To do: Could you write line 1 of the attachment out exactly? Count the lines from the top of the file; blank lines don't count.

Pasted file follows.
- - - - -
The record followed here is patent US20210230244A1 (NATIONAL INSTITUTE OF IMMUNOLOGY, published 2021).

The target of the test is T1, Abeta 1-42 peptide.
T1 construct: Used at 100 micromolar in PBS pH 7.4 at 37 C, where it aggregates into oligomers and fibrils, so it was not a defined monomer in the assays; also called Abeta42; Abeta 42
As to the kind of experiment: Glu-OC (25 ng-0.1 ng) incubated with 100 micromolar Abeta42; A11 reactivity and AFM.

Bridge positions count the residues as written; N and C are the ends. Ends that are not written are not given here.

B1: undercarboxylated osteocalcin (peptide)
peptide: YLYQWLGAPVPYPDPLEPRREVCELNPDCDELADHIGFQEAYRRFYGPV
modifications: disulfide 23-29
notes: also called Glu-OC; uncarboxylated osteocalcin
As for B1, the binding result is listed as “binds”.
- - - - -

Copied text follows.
The record followed here is patent US20210230244A1 (NATIONAL INSTITUTE OF IMMUNOLOGY, published 2021).